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The following is an except from my eBook, Become a PowerPoint Guru.  This is the introduction to Chapter 8, Approach.


You will find most executive presentations have an Approach slide somewhere in the beginning.  The Approach shows a simple, intuitive diagram of how a certain initiative is laid out.  An example would be phases of a project (e.g. 1. Define the Problem, 2. Generate Hypotheses, 3. Conduct Research, etc.).  This chapter will cover how to quickly create an Approach Diagram and leverage it throughout your presentation for consistency.

First off, an Approach is nothing more than a sequence of steps.  A very basic example is a series of phases.  See below for an illustrative example:

Almost every presentation produced by a consulting firm has a diagram like the one above.  PowerPoint also makes it very easy to draw a diagram like that, as it is comprised of 2 PowerPoint AutoShapes, the Pentagon (used to start the Approach) and the Chevron (used for all other subsequent steps).  You can find both these AutoShapes under ‘Block Arrows.’  Because these two shapes are so widely used, you may have noticed I have added them as shortcuts in my PowerPoint Set-up (Chapter 2).  See the screenshot below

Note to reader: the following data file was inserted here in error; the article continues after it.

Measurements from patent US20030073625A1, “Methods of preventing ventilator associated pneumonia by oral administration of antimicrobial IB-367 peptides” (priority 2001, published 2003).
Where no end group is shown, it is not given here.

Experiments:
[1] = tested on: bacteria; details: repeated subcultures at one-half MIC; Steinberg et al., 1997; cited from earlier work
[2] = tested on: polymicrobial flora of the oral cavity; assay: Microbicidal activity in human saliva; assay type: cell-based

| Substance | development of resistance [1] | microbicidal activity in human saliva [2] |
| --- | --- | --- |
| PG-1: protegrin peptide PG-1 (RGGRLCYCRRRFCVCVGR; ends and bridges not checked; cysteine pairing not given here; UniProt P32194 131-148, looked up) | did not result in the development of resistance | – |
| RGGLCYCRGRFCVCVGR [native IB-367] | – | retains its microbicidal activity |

When you construct this diagram, always use a pentagon to start the Approach.  The flat edge on the right delineates that this is the start of the Approach.  When creating the diagram initially, don’t worry about sizing things correctly.  Once you create the full, X-Step Approach diagram, select all the shapes and group them (i.e. Ctrl+G).  This will allow you to easily resize the diagram as a cohesive unit.

Building on the Approach Diagram

There are many small things you can add on to this simple diagram to add additional insights and depth.  For instance, adding numbered circles furthers emphasizes the sequence of steps.  You can highlight a specific chevron to indicate ‘current phase/step.’  Furthermore, you can add an element of timing using a parallel arrow—or, by resizing the lengths of the chevrons.  The examples below illustrate Approach diagrams with added embellishments.

Example 1

Example 2 (Approach-Gantt hybrid)

Beyond the Basic

So, a series of steps not cutting it for your approach?  There are various deviations from the basic Approach Diagram outlined above.  Here are the most common:

  • Steps in parallel instead of series
  • Steps that are cyclical – i.e. the last step returns to step 1
  • Steps that converge


I’ll post the rest of this chapter in a future blog post.

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